Had OPEC pursued option 2 they may have benefited from unpredictable global events working in their favor. In choosing option 3 they now appear to have elected economic suicide for many members. I’m sure that was not the intention. Related: Oil Price Collapse Triggers Currency Crisis In Emerging Markets

What happens next? I believe that OPEC and Russia will hang tough for a while yet, until at least US oil linked debts are re-determined at the end of the third quarter. The outcome of that is in itself uncertain. While most predict a blood bath in the LTO patch, and I am not disagreeing that this is likely, strategic events are unpredictable. There is much hubris involved on both sides. Will the USA really sit back and watch its shale industry get kicked into the long grass?

Near term I think it likely we see WTI flirt with $20 and Brent below $30. At that point the global oil industry will be on its knees, including OPEC, the OECD and Russia. Russia may then either join or form an alliance with OPEC and we then see production cuts, incrementally up to 4 Mbpd and the price rise back towards that magic $100 / bbl number. I think it is safe to say that the oil industry and global economy are equally focused on stability as they are price and many will be asking what was the point? Meanwhile, in an increasingly meta-stable world, events may sweep all this into oblivion.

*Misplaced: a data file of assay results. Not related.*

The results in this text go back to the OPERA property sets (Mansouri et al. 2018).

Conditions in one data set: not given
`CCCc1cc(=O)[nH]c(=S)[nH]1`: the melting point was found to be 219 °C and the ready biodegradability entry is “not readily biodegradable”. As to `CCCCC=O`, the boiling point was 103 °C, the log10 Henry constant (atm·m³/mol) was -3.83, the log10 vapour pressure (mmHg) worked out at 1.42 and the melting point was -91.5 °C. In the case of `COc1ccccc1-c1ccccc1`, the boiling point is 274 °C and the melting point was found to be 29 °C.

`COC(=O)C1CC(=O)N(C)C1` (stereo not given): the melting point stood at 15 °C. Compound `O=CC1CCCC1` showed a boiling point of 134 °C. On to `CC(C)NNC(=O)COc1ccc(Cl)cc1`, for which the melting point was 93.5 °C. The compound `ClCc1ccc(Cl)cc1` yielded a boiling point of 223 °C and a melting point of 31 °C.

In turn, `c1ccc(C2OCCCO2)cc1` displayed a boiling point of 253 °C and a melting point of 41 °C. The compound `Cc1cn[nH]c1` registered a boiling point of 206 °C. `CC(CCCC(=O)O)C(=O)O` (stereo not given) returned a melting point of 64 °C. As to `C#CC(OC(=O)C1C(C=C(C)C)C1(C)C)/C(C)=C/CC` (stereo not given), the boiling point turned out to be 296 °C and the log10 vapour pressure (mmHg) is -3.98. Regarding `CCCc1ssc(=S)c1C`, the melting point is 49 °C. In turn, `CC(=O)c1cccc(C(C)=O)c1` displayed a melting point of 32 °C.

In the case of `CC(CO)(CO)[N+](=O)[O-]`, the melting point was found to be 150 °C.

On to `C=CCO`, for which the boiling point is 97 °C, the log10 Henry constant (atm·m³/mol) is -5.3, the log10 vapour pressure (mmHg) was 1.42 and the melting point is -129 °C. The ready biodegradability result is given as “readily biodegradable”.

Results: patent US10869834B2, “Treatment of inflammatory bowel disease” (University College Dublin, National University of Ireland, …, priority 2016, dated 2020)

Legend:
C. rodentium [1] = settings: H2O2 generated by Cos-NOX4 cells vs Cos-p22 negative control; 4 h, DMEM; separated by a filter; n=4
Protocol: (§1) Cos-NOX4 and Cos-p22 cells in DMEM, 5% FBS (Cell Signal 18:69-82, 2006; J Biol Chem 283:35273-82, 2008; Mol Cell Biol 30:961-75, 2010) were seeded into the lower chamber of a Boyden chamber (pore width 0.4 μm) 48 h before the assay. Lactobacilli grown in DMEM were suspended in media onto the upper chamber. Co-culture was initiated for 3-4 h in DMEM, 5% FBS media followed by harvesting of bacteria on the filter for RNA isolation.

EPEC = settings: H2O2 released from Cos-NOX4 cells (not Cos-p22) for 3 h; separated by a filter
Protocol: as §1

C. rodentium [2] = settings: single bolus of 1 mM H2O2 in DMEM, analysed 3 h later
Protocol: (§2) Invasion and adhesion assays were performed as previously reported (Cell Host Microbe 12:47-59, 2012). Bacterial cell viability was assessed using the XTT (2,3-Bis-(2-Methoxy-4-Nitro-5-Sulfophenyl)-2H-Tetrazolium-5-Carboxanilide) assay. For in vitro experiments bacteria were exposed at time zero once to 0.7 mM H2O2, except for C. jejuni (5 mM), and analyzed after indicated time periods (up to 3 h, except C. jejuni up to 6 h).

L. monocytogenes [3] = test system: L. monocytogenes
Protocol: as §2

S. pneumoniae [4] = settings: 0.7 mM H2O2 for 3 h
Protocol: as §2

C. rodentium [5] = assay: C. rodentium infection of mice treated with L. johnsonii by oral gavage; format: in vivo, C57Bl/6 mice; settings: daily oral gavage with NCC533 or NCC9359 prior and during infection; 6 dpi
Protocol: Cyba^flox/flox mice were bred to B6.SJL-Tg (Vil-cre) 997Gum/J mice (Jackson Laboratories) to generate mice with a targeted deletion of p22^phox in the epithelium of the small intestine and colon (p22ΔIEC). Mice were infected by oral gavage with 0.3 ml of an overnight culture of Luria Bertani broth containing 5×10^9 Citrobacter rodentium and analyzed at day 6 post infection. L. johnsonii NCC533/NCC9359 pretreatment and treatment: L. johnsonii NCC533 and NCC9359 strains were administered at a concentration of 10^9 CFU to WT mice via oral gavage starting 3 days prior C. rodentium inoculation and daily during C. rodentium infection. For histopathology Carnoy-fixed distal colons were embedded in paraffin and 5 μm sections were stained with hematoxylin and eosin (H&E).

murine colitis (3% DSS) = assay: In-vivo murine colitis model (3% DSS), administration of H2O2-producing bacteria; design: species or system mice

Finally, a concluding thought. Had OPEC defended price as opposed to share they may have seen production fall by 5 M bpd and a price close to $100 maintained. The current course of defending 36 M bpd may take the oil price down to $20.


32 M bpd @ $100 is worth $1168 billion per year

36 M bpd @ $20 is worth $263 billion per year

The difference of $905 billion per year could make this one of the costliest blunders of all time.


Figure 5 The notional value of OPEC production calculated by multiplying daily production by price by 365.

All data from the 2015 BP Statistical Review.

By Euan Mearns

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  • Stavros H on August 24 2015 said:
    OPEC is doing the right thing.

    You cannot do policy based on a few months of price-swings, but have to take decades under consideration.

    OPEC must demonstrate to every oil executive or energy minister on the planet, that investing too enthusiastically in marginal oil deposits should be done with extreme caution.

    The loss of a few months of revenue is inconsequential in relation to OPEC's grand strategy.
  • Bud on August 24 2015 said: